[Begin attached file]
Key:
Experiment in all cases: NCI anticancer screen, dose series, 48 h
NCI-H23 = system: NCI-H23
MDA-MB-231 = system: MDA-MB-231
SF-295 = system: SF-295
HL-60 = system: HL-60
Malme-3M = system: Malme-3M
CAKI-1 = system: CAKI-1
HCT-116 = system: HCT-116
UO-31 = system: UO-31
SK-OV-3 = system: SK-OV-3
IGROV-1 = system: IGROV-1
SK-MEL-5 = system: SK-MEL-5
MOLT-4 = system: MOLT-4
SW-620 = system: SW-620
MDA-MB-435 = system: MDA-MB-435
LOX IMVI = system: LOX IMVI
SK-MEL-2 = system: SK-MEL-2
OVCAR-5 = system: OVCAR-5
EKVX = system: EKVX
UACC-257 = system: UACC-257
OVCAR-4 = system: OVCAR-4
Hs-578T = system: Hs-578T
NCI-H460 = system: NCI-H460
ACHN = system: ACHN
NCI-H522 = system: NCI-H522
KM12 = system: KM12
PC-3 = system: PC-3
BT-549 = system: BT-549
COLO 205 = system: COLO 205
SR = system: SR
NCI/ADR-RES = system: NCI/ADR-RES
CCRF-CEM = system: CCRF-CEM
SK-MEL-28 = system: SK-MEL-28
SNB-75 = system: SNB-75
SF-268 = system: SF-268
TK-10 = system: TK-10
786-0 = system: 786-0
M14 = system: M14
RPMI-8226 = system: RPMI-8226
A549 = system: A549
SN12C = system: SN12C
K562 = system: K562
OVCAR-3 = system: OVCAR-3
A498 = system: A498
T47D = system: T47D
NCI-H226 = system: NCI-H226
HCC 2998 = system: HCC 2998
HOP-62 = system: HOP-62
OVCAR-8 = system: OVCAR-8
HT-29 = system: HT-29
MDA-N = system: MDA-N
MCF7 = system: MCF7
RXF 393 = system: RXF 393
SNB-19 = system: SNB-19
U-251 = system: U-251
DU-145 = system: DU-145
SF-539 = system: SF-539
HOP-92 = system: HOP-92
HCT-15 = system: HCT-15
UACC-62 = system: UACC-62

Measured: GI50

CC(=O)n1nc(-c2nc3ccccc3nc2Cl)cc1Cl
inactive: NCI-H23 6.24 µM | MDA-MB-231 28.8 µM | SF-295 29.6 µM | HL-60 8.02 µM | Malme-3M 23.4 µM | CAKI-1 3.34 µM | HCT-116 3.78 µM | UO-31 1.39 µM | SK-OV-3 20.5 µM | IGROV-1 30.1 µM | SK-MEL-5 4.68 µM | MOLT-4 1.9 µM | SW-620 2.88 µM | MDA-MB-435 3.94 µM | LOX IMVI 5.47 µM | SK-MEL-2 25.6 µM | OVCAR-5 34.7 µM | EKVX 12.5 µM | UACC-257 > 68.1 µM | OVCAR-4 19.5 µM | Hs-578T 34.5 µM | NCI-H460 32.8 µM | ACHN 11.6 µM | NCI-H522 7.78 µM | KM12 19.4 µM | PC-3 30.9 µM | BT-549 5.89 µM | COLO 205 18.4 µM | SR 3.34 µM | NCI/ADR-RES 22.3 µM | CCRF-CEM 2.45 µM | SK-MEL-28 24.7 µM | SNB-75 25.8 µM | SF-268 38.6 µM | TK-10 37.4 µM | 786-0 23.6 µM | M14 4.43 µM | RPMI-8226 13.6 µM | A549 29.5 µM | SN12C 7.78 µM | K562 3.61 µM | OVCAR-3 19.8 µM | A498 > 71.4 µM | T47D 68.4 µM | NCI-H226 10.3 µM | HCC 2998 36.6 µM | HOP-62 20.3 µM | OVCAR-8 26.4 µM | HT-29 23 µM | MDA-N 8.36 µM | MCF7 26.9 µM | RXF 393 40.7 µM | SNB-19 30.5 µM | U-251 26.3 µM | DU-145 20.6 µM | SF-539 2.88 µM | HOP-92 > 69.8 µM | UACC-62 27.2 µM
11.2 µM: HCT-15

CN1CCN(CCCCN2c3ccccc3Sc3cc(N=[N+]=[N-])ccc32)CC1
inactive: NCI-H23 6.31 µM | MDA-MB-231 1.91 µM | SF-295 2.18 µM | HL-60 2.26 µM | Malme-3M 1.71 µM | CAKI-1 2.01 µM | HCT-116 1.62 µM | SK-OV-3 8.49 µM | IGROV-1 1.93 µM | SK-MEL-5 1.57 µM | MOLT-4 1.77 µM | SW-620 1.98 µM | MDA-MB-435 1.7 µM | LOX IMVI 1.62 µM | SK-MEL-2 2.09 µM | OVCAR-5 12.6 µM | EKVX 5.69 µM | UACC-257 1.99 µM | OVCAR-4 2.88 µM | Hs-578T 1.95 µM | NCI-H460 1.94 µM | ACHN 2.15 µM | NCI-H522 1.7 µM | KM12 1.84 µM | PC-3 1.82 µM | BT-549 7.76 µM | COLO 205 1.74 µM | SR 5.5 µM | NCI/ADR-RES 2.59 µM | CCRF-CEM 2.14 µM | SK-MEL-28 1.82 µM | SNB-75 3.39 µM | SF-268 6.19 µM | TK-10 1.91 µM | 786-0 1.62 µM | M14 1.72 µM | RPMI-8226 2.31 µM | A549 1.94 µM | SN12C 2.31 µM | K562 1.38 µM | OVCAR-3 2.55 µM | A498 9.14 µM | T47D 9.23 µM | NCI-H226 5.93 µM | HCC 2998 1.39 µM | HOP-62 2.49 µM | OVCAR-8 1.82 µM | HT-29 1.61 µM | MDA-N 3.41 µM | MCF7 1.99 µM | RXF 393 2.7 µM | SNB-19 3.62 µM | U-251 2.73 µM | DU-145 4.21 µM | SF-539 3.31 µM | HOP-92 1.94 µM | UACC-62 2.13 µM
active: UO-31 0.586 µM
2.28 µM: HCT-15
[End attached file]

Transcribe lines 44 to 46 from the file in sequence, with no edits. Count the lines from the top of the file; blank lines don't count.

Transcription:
OVCAR-3 = system: OVCAR-3
A498 = system: A498
T47D = system: T47D